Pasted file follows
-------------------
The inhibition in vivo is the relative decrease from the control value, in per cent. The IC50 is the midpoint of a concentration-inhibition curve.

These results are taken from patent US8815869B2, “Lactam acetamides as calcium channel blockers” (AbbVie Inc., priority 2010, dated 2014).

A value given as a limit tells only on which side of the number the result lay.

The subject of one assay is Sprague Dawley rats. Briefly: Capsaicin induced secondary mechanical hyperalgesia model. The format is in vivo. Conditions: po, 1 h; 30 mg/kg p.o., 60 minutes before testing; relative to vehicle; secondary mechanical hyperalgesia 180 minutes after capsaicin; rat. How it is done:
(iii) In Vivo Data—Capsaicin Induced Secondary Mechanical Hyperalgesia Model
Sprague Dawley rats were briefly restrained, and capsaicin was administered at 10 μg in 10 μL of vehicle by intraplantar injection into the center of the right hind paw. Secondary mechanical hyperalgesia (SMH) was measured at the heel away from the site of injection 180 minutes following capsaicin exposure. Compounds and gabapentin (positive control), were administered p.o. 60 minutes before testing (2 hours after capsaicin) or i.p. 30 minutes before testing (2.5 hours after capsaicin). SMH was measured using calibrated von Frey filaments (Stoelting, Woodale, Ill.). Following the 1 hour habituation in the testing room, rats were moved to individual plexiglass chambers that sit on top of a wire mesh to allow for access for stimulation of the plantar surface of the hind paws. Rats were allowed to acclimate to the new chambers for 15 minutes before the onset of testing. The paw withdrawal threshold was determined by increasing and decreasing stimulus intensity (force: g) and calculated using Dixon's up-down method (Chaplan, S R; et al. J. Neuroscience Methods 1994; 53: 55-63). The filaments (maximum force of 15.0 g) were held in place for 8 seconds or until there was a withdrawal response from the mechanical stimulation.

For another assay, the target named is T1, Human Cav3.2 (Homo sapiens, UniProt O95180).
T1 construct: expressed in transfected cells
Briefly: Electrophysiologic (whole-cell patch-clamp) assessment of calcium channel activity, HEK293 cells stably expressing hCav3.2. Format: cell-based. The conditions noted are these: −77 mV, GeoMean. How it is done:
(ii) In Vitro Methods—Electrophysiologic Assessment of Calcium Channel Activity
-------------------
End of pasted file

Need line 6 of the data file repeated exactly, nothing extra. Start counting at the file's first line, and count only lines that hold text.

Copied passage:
Sprague Dawley rats were briefly restrained, and capsaicin was administered at 10 μg in 10 μL of vehicle by intraplantar injection into the center of the right hind paw. Secondary mechanical hyperalgesia (SMH) was measured at the heel away from the site of injection 180 minutes following capsaicin exposure. Compounds and gabapentin (positive control), were administered p.o. 60 minutes before testing (2 hours after capsaicin) or i.p. 30 minutes before testing (2.5 hours after capsaicin). SMH was measured using calibrated von Frey filaments (Stoelting, Woodale, Ill.). Following the 1 hour habituation in the testing room, rats were moved to individual plexiglass chambers that sit on top of a wire mesh to allow for access for stimulation of the plantar surface of the hind paws. Rats were allowed to acclimate to the new chambers for 15 minutes before the onset of testing. The paw withdrawal threshold was determined by increasing and decreasing stimulus intensity (force: g) and calculated using Dixon's up-down method (Chaplan, S R; et al. J. Neuroscience Methods 1994; 53: 55-63). The filaments (maximum force of 15.0 g) were held in place for 8 seconds or until there was a withdrawal response from the mechanical stimulation.